The administration is least concerned about it and always expresses helplessness. Large pieces of lands are being cleared for construction of shopping complexes and parking lots. However, playgrounds or parks aren’t anywhere in the to-do-list of government. Some selected playgrounds either belong to schools or similar institutions. Isn’t it insensitive of us to underestimate the role of a playground in development of children? If you ask a counselor, it’s shear repression of natural instinct of human kind during childhood – playfulness. Children start exploring their world from playground. Sadly, citizens, too, don’t try to push the administration to think about the issue.
The filmmaker has even created a dedicated Facebook Group “SOS: Shivaji park of Shimla” for this cause that like minded people are joining. Here, you will find suggestions to this issue like letting children to play on Annandale ground and even Jubbar Hatti airport. The airport is hardly in use and Annandale has been turned into a helipad with little air traffic. The world’s highest cricket ground in Chail isn’t under the control of district administration, hence, not accessible to children. So, children are forced to compromise with quality of their childhood.
To continue this campaign, the filmmaker has even planned an event in Shimla to highlight the same issue.
Vivek Mohan has started this campaign but he’ll require support of citizens to achieve the intended purpose – playgrounds and parks for children.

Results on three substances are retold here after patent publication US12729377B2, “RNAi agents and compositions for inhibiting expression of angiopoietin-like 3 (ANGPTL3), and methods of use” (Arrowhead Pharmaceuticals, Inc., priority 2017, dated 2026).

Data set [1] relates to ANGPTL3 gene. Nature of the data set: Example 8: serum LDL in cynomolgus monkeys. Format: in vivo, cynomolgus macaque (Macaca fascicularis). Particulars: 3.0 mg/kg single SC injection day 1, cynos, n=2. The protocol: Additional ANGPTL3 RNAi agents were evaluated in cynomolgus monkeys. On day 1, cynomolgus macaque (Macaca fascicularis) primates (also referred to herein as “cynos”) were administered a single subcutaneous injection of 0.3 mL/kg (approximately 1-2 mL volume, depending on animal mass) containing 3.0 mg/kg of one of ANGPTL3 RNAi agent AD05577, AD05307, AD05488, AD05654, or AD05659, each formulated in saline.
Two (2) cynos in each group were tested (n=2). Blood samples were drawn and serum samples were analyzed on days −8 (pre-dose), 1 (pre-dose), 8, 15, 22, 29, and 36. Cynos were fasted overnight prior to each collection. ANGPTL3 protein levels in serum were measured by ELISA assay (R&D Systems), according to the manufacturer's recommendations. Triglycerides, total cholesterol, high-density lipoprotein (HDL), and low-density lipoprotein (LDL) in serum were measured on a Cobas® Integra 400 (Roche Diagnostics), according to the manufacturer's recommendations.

Self-taught local artist to exhibit ’17 Paintings’ oil painting works at Gaiety, Shimla
Shimla: For the art lovers and critics in Himachal Pradesh, a self-taught local artist will showcase his collection of oil paintings titled “17 Paintings” on a two-days exhibition at the historic Gaiety Theater, Shimla on December 9 and 10 from 11.00 AM to 6.00 PM.
Surya Ranjan Shandil (31), who hails from Solan district, works in Bengaluru as a computer programmer in the field of education technology. After his schooling from Shimla, he obtained a B.Tech Degree from Indian Institute of Technology, Kanpur.
However, he did not ignore his love for the painting and continued it at evenings after college, work, on weekends, and Sundays.
Later, Ranjan realized he has a collection of his own. His first solo exhibition was held in November 2016 at the Gaiety Theater.
The appreciation he received at the first exhibition encouraged him to present his second collection of oil paintings that he painted during 2017.
He received his education upto Class 12 from Shimla’s St. Edwards and Dayanand Public School.
He is best known for his captivating genre paintings.
I started drawing at the age of 3-4 years. At that time, I used to sign the drawings with incorrect spellings of my name,
Ranjan told Himachal Watcher
His father, Dr R G Shandil, who is now retired, was a professor of mathematics at the H.P. University, Shimla. His mother Dr. Sandhya Shandil was a teacher at the St. Edward’s School, Shimla.
After graduating in 2010, I started with oil painting during the evenings and weekends. Gradually I built up a collection and in November 2016, I held my first solo exhibition of 29 oil paintings at gaiety,
Ranjan’s paintings reflect people. The upcoming exhibition opens with simple themes like the joy of shopping, local festivities, celebration, dance and music. Most works painted on these themes are in the context of Himachal.
Following these are mellow paintings ‘Seaside Nap’ and ‘Personal Sunrise’ – more subtle takes on human thought. The artist also takes a step towards satire in comically interesting works ‘Monkeys’ and ‘Chimpanzees’.
Slowly moving towards expressionism ‘Kayal’ takes the viewer to the realm of subjectless painting while in ‘Frenzy’ the artist dispenses with form.